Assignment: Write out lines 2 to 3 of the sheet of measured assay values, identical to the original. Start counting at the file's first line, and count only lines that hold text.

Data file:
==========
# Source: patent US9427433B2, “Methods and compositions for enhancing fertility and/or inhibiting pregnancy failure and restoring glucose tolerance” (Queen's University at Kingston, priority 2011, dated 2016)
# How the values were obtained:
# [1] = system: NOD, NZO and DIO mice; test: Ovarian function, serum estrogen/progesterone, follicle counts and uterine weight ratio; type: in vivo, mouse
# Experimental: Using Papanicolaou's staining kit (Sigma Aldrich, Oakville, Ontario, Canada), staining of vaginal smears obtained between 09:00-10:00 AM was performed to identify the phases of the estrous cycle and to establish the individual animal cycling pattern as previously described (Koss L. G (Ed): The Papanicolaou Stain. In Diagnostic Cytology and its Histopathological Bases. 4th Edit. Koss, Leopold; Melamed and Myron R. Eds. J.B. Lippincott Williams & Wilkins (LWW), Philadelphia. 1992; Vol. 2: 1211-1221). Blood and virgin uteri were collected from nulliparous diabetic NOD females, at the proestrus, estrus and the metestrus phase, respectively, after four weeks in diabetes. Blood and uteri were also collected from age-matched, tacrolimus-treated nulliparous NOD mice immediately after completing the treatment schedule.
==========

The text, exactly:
# How the values were obtained:
# [1] = system: NOD, NZO and DIO mice; test: Ovarian function, serum estrogen/progesterone, follicle counts and uterine weight ratio; type: in vivo, mouse